The DOE is moving ahead with an interesting new coal process called Coal Direct Chemical Looping (CDCL) developed at Ohio State University.
(Fox News had a blurb so I tracked down information about the new process.)
Babcock PDF on CDCL
A quick summary is that the goal is to burn coal and seperate out the CO2 stream with less than a 35% cost increase, which is difficult because conventional combustion leaves the CO2 mixed with sulfur dioxide, mercury, steam, and most of all lots of atmospheric nitrogen, and seperating it out is difficult (expensive in money and energy).
So instead they run what is essentially an iron furnace, mixing coal with iron oxide (Fe2O3) at temperature in the normal reduction reaction, where the oxygen to react with the coal comes from the iron oxide and the output is metalic iron (in this case a mix of Fe and FeO) and CO2 (plus a small trace of methane and steam since coal isn't pure carbon), so the exhaust from this first step is almost pure CO2, as desired for sequestration and other uses. Step 1 is basically an iron foundary.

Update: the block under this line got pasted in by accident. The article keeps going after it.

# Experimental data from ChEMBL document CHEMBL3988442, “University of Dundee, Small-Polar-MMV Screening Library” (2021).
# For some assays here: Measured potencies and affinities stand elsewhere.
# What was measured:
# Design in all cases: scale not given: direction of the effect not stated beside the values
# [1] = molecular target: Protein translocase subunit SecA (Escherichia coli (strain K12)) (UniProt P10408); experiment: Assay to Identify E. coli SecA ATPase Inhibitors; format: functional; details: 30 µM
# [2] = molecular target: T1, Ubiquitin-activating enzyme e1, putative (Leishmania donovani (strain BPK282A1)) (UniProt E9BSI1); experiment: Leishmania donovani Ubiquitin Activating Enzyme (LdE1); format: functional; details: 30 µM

The next step is clever. To generate electrical power they burn the iron back to iron oxide, which doesn't generate any CO2, mercury, or anything else. It just turns iron back into rust with a huge heat output for steam generation. Then they take the rust and dump it back into first reaction vessel to keep the whole cycle going.
The efficiency penalties are small, hardly worse than a conventional non-clean coal plant, and it comes out much cheaper than the clean alternatives.